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Math Help - Beginning calculus trig-related integral

  1. #1
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    Beginning calculus trig-related integral

    So it starts like this:

    Find the derivative of y = isinx + cosx

    And I don't know what I'm supposed to do with the complex number so I just sort of left it and got this:

    dy/dx = -sinx + icosx
    Which is equal to i * y


    Then it says to
    1) find dy/y
    2) use the condition x=0 to determine the value of c (constant of integration)
    3) write this antiderivative in its equivalent form

    I don't know what to do next! Please dumb it down as much as possible.
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  2. #2
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    Re: Beginning calculus trig-related integral

    Since you have \displaystyle \begin{align*} \frac{dy}{dx} = i\,y \end{align*}, what does that mean \displaystyle \begin{align*} \frac{dy}{y} \end{align*} is?
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  3. #3
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    Re: Beginning calculus trig-related integral

    idx.
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  4. #4
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    Re: Beginning calculus trig-related integral

    Yes, so now that you have \displaystyle \begin{align*} \frac{dy}{y} = i\,dx \end{align*} you should be able to integrate both sides.
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    Re: Beginning calculus trig-related integral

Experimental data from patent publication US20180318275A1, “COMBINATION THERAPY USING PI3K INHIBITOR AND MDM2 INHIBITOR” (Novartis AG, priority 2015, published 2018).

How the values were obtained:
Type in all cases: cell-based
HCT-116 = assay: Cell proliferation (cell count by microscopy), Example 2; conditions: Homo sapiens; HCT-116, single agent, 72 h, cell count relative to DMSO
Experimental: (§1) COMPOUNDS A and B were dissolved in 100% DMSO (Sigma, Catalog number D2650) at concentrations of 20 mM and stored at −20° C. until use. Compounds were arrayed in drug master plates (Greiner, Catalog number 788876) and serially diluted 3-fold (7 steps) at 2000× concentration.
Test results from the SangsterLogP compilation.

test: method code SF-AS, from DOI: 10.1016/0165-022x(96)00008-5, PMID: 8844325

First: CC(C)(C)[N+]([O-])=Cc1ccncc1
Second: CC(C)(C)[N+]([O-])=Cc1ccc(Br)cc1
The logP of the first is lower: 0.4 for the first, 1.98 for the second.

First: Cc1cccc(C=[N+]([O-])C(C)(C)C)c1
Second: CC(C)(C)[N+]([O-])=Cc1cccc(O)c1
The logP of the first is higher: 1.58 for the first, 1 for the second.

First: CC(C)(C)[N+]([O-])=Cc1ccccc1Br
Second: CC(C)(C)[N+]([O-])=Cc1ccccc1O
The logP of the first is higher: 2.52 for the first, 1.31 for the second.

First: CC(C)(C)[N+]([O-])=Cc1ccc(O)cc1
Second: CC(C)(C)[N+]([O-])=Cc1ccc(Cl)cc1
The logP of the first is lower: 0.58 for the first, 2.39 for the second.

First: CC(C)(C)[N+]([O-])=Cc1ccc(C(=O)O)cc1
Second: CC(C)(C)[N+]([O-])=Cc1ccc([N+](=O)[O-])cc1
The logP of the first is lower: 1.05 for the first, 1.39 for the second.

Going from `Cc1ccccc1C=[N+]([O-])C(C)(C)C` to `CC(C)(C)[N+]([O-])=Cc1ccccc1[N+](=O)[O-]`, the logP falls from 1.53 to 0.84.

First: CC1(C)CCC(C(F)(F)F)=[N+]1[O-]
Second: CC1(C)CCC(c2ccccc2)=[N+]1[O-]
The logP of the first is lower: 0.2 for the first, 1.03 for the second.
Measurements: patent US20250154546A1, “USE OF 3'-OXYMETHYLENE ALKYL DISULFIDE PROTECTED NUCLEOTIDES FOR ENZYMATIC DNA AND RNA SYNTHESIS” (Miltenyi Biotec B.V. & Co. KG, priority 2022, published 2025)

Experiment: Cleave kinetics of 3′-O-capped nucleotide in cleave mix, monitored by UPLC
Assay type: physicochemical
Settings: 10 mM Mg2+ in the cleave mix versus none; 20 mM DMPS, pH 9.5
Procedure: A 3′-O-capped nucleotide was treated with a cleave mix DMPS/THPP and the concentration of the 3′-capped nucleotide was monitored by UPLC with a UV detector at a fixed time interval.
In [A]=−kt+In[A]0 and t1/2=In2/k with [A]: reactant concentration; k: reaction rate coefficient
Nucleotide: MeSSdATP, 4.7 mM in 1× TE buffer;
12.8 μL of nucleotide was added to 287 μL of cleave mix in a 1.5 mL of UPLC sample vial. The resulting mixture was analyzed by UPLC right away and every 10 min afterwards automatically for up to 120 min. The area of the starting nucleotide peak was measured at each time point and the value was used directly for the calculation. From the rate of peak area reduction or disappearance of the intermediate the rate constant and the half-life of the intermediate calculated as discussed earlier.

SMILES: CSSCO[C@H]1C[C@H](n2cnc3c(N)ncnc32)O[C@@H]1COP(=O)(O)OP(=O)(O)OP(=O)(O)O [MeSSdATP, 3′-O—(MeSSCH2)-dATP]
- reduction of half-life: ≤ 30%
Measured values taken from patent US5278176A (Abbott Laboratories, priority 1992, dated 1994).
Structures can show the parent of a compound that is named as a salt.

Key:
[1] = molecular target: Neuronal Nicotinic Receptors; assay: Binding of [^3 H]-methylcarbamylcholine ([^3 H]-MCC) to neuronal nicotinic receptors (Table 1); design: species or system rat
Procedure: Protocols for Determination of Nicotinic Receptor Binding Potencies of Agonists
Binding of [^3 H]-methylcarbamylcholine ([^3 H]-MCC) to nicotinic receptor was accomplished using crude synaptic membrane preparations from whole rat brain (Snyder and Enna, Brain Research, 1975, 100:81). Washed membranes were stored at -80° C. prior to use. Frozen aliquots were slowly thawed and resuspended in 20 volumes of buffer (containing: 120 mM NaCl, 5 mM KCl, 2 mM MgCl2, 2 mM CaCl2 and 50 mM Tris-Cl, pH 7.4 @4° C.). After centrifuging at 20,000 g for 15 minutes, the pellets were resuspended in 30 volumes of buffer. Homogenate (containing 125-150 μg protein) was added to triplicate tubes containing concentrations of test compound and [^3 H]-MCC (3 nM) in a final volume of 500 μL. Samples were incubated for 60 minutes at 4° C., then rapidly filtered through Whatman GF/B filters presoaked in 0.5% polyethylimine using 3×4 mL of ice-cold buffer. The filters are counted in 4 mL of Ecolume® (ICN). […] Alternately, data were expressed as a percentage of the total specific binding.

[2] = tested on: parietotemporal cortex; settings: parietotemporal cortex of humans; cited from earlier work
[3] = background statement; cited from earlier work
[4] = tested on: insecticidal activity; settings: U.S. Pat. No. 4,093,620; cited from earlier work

ln(y) = ∫idx
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    Re: Beginning calculus trig-related integral

    First of all, \displaystyle \begin{align*} \int{\frac{dy}{y}} = \ln{|y|} \end{align*}, not \displaystyle \begin{align*} \ln{(y)} \end{align*}. And what would be \displaystyle \begin{align*} \int{i\,dx} \end{align*}? Remember that \displaystyle \begin{align*} i \end{align*} is a constant.
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  7. #7
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    Re: Beginning calculus trig-related integral

    ln|y| = ix + c
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    Re: Beginning calculus trig-related integral

    So boundary condition x=0
    y = isin(0) + cos(0)
    y = 1

    ln|1| = i(0) + c
    c = 0

    Is this right? What does it mean to write the antiderivative in its equivalent form?
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  9. #9
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    Re: Beginning calculus trig-related integral

    So if
    ln|y| = ix + 0
    then would the equivalent form be
    y = e^(ix)
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  10. #10
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    Re: Beginning calculus trig-related integral

    Quote Originally Posted by euphony View Post
    So if
    ln|y| = ix + 0
    then would the equivalent form be
    y = e^(ix)
    That is the correct equivalent form, however, your elimination of the constant is incorrect due to the absolute value around the y.

    \displaystyle \begin{align*} \ln{|y|} &= i\,x + C \\ |y| &= e^{i\,x + C} \\ |y| &= e^C e^{i\,x} \\ y &= A\,e^{i\,x} \end{align*}

    Now use your boundary condition to evaluate this constant A.
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  11. #11
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    Re: Beginning calculus trig-related integral

    y = Ae^(ix)
    (1) = A * e^[i(0)]

    A = 1?
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  12. #12
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    Re: Beginning calculus trig-related integral

    Yes much better
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